"Yoga is the quieting of the thought waves in the mind."
Most people associate yoga with physical practice, physical exercises that strengthen our bodies and make us more flexible.
All of these aspects are wonderful, but it is important to me that the focus is not only on these aspects. Because yoga is much more than just asanas (physical exercises).
Yoga is the process of uniting mind and body and includes the combination of breathing exercises (pranayama), postures (asanas) and meditation (dhyana).
Asanas were originally designed to purify the body in preparation for purifying the mind.
It is much easier to achieve a calm mind when the body has been cleansed first.
In Pantanjali's Yogasutra it says "Yogash chittavritti-nirodhyah".
One of the most appropriate translations is: "Yoga is the stilling of the thought waves in the mind".
Quieting the mind is the result of a process, not the task to be accomplished, it is the result and not the practice.
The more attention we pay to the vrittis, or thought waves, the louder they become.
The term "monkeymind" from Buddhism refers here to the human mind. The vrittis can be imagined like a horde of wild monkeys vying for our attention.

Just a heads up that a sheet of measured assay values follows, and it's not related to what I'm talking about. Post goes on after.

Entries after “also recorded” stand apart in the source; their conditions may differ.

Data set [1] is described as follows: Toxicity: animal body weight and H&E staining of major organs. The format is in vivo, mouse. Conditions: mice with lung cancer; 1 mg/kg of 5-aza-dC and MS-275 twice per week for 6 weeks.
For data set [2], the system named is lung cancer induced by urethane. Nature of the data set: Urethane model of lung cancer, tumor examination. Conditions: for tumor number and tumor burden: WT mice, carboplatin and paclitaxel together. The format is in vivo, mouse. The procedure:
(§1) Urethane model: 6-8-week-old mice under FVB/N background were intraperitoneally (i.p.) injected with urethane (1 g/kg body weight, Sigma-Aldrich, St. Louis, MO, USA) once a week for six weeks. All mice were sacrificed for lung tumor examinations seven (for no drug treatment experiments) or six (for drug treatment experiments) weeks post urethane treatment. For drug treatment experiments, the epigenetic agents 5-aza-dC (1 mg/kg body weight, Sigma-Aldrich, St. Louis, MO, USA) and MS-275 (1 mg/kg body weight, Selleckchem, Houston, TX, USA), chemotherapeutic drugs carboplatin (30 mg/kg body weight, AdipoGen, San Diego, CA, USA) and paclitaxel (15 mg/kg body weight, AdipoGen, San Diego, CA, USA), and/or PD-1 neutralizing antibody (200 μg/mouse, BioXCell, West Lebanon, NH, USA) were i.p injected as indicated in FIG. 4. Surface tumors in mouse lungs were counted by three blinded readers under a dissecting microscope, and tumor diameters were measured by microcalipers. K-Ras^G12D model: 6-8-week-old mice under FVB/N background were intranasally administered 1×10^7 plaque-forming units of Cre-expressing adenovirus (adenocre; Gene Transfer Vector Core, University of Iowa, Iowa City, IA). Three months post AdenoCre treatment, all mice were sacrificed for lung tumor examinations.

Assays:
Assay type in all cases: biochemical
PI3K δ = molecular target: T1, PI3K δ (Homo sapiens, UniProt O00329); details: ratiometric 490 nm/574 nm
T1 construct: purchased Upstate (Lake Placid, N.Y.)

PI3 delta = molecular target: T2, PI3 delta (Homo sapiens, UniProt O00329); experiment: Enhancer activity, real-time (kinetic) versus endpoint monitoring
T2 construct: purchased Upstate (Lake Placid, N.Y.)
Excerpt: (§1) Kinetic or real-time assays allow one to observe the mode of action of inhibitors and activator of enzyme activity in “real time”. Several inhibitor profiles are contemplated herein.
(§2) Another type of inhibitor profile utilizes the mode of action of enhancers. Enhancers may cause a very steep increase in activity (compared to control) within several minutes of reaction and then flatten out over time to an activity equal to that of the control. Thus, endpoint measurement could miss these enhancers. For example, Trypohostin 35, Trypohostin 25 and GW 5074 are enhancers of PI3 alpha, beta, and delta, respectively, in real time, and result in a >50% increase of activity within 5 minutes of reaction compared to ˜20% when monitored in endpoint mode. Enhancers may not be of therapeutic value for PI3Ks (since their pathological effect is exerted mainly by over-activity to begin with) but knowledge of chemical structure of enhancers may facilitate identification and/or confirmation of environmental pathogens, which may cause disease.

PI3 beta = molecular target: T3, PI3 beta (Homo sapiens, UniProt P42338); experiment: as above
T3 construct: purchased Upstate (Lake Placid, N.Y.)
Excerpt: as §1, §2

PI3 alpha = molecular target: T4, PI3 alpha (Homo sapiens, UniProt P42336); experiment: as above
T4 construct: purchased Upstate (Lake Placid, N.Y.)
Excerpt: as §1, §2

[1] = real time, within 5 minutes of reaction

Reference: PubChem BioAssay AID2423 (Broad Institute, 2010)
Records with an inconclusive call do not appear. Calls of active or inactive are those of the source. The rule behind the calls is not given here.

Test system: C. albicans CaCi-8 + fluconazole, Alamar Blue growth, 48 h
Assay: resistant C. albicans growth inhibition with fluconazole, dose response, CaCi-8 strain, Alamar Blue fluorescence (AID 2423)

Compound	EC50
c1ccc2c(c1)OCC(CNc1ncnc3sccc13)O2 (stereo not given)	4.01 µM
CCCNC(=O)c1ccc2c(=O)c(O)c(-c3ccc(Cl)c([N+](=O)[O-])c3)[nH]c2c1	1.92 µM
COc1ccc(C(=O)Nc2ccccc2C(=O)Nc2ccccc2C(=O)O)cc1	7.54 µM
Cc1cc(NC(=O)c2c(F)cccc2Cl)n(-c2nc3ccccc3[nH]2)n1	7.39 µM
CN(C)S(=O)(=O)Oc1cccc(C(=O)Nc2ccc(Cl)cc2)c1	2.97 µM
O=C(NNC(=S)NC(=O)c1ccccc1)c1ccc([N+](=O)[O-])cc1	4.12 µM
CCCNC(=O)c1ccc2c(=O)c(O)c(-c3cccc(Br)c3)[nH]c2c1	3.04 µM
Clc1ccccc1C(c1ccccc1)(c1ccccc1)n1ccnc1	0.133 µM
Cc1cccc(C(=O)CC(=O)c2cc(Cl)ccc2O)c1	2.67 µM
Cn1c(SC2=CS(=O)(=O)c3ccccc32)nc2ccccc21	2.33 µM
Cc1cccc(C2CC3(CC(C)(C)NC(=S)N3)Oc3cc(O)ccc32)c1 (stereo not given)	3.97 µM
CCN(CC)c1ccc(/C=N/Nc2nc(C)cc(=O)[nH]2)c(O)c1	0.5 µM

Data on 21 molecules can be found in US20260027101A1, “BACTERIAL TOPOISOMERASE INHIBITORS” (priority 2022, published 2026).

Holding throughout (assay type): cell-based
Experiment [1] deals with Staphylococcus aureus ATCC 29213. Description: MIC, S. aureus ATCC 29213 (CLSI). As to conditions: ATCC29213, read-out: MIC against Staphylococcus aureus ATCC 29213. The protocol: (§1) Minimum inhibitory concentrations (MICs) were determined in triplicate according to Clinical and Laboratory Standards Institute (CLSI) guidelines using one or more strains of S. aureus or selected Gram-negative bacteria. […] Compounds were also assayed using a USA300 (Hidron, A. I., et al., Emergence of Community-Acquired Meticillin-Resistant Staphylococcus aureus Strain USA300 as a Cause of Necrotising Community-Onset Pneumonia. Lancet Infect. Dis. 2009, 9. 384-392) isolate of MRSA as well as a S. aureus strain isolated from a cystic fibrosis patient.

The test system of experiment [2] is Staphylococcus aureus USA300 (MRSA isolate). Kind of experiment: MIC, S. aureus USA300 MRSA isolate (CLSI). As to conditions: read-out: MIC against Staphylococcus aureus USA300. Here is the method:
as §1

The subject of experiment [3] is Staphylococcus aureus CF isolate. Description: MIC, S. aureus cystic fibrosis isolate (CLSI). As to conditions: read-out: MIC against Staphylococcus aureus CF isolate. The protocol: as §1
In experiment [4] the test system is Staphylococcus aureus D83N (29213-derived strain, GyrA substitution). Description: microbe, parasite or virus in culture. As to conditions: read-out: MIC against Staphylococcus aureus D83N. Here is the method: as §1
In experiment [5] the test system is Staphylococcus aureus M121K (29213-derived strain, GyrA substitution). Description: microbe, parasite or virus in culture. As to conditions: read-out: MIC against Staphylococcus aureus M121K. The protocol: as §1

The more we align ourselves with the movements of the mind, the more intense they become.
Accordingly, there is no attempt to fight against the thoughts and even to suppress them, but rather the mind is trained through mindfulness and meditation to focus its attention on what is.
Thus, the vrittis are not actively quieted, but gradually become more transparent through benevolent, equanimous acceptance.
In our Western world, however, focusing on our vrittis is trained and even rewarded from an early age. We have learned no other way in school or through our parents.
Depression, anxiety disorders and other mental disorders are becoming more and more common because we simply have not learned to deal with and train our minds as well as observe them.
I have met many people, myself included, who through various yoga practices, have found a way out of this attachment to our minds.